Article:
ScotRail’s vintage services run out of steam

Despite the hopes of Abellio's Jeff Hoogesteger, the company's plans to match the success of the Flying Scotsman steam tours have fizzled out. Picture: Michael Gillen
Despite the hopes of Abellio's Jeff Hoogesteger, the company's plans to match the success of the Flying Scotsman steam tours have fizzled out. Picture: Michael Gillen
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ScotRail’s attempt to run steam trains is in danger of fizzling out because of heavy losses, just two years after they were triumphantly launched by new operator Abellio.

Industry sources said ScotRail had “no specific plans” to run more services, despite another company putting on extra steam trains this year and the Flying Scotsman locomotive returning for more sold-out runs.

Abellio had said the “biggest story” when it won the ten-year franchise to run ScotRail in 2014 had been its plans for steam.

It said: “From the reactions we’ve seen, you are as excited as we are about these plans.”

Jeff Hoogesteger, the then Abellio Group chief executive, said: “We are aware the opportunity to experience rail travel by steam train is popular with people in Scotland and with tourists. With effective marketing we believe the steam train experience will increase visitor opportunities.”

ScotRail operated sold-out steam excursions on the newly-opened Borders Railway in 2015, with a handful on other lines.

Last year, the firm announced the “much-anticipated return” of steam on the Borders route, along with two trips to Fife.

However, these were less popular, with tickets being sold on a discount website because of lack of demand.

One source said: “They lost a hatful. Steam needs careful handling and marketing.”

Another said: “Steam is a very good public relations tool for the railways in Scotland, but there is a need for smarter thinking. Last year, ScotRail dropped the free train travel offer to get to its steam services, which is why the trains ran half full.”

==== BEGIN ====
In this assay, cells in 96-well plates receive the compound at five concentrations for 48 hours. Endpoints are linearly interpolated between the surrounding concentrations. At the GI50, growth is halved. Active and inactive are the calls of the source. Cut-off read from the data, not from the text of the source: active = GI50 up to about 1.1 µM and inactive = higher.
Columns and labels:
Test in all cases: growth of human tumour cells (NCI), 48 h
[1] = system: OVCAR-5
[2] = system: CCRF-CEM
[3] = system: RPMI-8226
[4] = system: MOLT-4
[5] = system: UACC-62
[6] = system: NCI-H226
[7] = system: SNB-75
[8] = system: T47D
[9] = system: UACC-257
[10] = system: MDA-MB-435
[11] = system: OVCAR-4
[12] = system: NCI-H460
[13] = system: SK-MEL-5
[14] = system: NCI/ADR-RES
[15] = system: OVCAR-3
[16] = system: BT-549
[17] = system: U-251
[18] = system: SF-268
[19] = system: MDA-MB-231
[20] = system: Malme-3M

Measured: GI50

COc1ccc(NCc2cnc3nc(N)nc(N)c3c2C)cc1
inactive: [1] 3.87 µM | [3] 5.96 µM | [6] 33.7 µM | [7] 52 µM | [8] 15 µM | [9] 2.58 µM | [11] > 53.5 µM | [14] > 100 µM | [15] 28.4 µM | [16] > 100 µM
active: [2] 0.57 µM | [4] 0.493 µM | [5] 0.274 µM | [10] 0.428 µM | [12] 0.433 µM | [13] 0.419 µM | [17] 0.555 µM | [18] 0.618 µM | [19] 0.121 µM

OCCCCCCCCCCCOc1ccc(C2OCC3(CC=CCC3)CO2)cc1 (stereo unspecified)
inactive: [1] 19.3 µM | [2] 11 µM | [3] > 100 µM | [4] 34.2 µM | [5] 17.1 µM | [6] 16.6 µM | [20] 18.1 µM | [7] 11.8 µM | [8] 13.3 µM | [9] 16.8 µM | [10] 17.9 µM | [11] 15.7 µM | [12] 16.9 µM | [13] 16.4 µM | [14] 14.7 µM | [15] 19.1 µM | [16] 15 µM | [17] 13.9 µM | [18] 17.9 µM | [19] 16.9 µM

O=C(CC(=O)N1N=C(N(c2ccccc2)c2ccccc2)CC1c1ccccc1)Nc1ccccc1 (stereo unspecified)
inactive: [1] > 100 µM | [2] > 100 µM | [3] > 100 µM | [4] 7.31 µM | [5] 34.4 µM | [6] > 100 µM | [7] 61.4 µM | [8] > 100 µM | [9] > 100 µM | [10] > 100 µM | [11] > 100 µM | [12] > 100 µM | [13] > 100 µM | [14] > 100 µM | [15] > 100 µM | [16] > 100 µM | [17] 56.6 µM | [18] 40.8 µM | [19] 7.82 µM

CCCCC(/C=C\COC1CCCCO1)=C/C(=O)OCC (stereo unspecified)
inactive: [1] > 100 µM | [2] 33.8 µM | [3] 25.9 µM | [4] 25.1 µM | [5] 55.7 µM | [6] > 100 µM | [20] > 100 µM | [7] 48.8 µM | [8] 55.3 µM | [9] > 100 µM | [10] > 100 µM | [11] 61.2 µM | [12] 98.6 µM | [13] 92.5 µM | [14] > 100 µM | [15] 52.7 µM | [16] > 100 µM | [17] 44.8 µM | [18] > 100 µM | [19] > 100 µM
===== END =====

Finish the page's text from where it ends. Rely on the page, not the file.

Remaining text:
The threatened end of ScotRail steam comes weeks after two Flying Scotsman trips over the Forth Bridge in May sold out within days.

The Jacobite service, which runs summer steam-hauled trains between Fort William and Mallaig, is also extending its season into October, and over Christmas.

ScotRail said it had only been required to run steam for two years under its franchise agreement with ministers.

It declined to comment on future plans, but a source said: “At this time, ScotRail has no specific plans to operate any steam programme beyond 2016.

“Based on the evidence to date, and under current ScotRail operational procedures, it’s evident that any future steam train experience will need significant funding.”

It is understood ScotRail is exploring options for further steam on the Borders line with the Scottish Government’s Transport Scotland agency and Scottish Borders Council, but talks are “at a very early stage”.

A Transport Scotland spokeswoman said: “Abellio ScotRail committed to deliver a two-year pilot for steam services on Scotland’s railways, as outlined in the franchise agreement.

“It will be for the franchisee or other operators to set the steam service timetable in future years, following the end of the pilot period.”

However, Scottish Borders Council was more optimistic that steam services could continue.

A spokesman said: “The council has been working with partners in the Borders Railway Blueprint programme to explore options for developing a new steam train programme in the future and is positive that the popular tourism experience will return.”